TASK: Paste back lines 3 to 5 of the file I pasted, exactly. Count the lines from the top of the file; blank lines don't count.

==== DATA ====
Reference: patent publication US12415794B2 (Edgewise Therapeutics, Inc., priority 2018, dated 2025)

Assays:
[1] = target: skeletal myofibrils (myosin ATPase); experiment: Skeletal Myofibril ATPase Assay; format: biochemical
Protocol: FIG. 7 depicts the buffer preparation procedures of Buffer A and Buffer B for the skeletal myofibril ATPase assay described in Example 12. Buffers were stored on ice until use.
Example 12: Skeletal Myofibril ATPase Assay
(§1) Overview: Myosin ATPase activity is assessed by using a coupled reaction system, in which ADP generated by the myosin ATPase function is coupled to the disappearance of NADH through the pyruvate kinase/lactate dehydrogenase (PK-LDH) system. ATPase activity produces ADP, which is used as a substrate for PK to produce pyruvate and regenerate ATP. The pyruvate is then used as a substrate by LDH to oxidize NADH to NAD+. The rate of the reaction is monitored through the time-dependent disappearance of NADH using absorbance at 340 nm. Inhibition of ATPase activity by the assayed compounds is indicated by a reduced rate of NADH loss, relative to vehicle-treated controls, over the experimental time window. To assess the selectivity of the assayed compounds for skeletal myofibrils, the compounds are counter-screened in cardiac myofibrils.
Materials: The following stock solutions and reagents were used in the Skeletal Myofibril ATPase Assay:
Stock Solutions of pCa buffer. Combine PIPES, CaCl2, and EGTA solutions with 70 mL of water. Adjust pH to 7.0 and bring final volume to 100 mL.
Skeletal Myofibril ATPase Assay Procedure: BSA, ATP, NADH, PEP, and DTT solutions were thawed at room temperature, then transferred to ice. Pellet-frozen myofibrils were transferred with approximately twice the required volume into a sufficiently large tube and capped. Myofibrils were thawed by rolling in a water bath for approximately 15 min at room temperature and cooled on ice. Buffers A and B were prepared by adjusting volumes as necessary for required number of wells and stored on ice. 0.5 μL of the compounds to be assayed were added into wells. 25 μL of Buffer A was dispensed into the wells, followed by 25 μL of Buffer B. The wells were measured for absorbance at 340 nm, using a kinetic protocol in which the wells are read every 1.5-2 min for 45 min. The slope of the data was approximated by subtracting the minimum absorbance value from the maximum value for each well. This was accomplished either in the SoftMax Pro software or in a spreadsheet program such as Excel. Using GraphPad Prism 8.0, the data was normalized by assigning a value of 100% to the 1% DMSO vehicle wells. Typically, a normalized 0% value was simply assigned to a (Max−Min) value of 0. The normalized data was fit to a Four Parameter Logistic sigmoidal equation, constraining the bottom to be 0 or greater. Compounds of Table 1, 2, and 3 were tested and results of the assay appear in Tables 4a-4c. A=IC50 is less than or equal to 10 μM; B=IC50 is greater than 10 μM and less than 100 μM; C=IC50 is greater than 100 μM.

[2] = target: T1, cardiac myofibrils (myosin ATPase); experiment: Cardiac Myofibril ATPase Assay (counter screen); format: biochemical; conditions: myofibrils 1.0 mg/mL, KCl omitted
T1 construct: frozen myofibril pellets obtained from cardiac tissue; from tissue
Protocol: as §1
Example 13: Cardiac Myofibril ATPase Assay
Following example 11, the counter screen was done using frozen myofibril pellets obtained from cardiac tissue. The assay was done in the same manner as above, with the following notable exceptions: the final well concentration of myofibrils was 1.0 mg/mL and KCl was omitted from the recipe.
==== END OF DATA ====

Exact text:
[1] = target: skeletal myofibrils (myosin ATPase); experiment: Skeletal Myofibril ATPase Assay; format: biochemical
Protocol: FIG. 7 depicts the buffer preparation procedures of Buffer A and Buffer B for the skeletal myofibril ATPase assay described in Example 12. Buffers were stored on ice until use.
Example 12: Skeletal Myofibril ATPase Assay